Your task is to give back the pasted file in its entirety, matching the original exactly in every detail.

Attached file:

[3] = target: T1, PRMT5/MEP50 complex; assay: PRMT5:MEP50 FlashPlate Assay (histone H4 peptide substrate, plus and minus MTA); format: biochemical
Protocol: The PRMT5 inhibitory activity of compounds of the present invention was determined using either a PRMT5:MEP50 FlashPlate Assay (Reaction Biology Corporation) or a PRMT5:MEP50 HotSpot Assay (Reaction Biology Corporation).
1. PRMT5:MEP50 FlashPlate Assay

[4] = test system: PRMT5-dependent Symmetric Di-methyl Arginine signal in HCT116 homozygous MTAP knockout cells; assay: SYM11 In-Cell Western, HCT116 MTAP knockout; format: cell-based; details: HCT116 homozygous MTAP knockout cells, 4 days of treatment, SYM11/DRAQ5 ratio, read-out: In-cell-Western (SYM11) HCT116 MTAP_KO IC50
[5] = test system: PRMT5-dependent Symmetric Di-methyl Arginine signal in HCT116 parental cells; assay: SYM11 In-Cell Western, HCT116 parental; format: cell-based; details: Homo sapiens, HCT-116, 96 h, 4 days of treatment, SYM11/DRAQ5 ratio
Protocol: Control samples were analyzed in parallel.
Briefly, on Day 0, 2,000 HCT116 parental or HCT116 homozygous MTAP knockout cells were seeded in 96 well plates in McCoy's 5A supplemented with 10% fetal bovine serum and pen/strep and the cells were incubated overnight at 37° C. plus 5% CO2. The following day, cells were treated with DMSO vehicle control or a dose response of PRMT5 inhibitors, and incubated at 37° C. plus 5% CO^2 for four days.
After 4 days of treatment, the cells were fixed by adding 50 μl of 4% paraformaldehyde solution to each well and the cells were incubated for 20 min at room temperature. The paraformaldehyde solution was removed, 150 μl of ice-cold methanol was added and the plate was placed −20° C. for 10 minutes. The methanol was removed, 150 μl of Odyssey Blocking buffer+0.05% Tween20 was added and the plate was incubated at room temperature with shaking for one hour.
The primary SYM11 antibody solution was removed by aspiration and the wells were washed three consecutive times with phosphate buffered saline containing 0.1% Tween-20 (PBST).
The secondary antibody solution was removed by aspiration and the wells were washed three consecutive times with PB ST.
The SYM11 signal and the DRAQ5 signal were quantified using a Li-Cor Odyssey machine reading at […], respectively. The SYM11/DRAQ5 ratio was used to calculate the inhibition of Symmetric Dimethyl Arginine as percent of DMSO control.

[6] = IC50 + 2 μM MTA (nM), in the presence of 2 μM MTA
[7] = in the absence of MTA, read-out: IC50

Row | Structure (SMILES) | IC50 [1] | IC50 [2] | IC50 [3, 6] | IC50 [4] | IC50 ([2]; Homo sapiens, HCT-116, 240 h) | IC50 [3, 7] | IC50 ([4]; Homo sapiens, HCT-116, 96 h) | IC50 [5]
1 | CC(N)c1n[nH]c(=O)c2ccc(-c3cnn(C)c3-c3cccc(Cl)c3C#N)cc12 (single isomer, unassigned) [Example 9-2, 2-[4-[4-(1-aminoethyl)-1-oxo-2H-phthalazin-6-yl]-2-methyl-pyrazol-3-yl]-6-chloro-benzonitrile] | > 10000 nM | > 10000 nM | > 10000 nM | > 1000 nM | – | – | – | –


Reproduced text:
[3] = target: T1, PRMT5/MEP50 complex; assay: PRMT5:MEP50 FlashPlate Assay (histone H4 peptide substrate, plus and minus MTA); format: biochemical
Protocol: The PRMT5 inhibitory activity of compounds of the present invention was determined using either a PRMT5:MEP50 FlashPlate Assay (Reaction Biology Corporation) or a PRMT5:MEP50 HotSpot Assay (Reaction Biology Corporation).
1. PRMT5:MEP50 FlashPlate Assay

[4] = test system: PRMT5-dependent Symmetric Di-methyl Arginine signal in HCT116 homozygous MTAP knockout cells; assay: SYM11 In-Cell Western, HCT116 MTAP knockout; format: cell-based; details: HCT116 homozygous MTAP knockout cells, 4 days of treatment, SYM11/DRAQ5 ratio, read-out: In-cell-Western (SYM11) HCT116 MTAP_KO IC50
[5] = test system: PRMT5-dependent Symmetric Di-methyl Arginine signal in HCT116 parental cells; assay: SYM11 In-Cell Western, HCT116 parental; format: cell-based; details: Homo sapiens, HCT-116, 96 h, 4 days of treatment, SYM11/DRAQ5 ratio
Protocol: Control samples were analyzed in parallel.
Briefly, on Day 0, 2,000 HCT116 parental or HCT116 homozygous MTAP knockout cells were seeded in 96 well plates in McCoy's 5A supplemented with 10% fetal bovine serum and pen/strep and the cells were incubated overnight at 37° C. plus 5% CO2. The following day, cells were treated with DMSO vehicle control or a dose response of PRMT5 inhibitors, and incubated at 37° C. plus 5% CO^2 for four days.
After 4 days of treatment, the cells were fixed by adding 50 μl of 4% paraformaldehyde solution to each well and the cells were incubated for 20 min at room temperature. The paraformaldehyde solution was removed, 150 μl of ice-cold methanol was added and the plate was placed −20° C. for 10 minutes. The methanol was removed, 150 μl of Odyssey Blocking buffer+0.05% Tween20 was added and the plate was incubated at room temperature with shaking for one hour.
The primary SYM11 antibody solution was removed by aspiration and the wells were washed three consecutive times with phosphate buffered saline containing 0.1% Tween-20 (PBST).
The secondary antibody solution was removed by aspiration and the wells were washed three consecutive times with PB ST.
The SYM11 signal and the DRAQ5 signal were quantified using a Li-Cor Odyssey machine reading at […], respectively. The SYM11/DRAQ5 ratio was used to calculate the inhibition of Symmetric Dimethyl Arginine as percent of DMSO control.

[6] = IC50 + 2 μM MTA (nM), in the presence of 2 μM MTA
[7] = in the absence of MTA, read-out: IC50

Row | Structure (SMILES) | IC50 [1] | IC50 [2] | IC50 [3, 6] | IC50 [4] | IC50 ([2]; Homo sapiens, HCT-116, 240 h) | IC50 [3, 7] | IC50 ([4]; Homo sapiens, HCT-116, 96 h) | IC50 [5]
1 | CC(N)c1n[nH]c(=O)c2ccc(-c3cnn(C)c3-c3cccc(Cl)c3C#N)cc12 (single isomer, unassigned) [Example 9-2, 2-[4-[4-(1-aminoethyl)-1-oxo-2H-phthalazin-6-yl]-2-methyl-pyrazol-3-yl]-6-chloro-benzonitrile] | > 10000 nM | > 10000 nM | > 10000 nM | > 1000 nM | – | – | – | –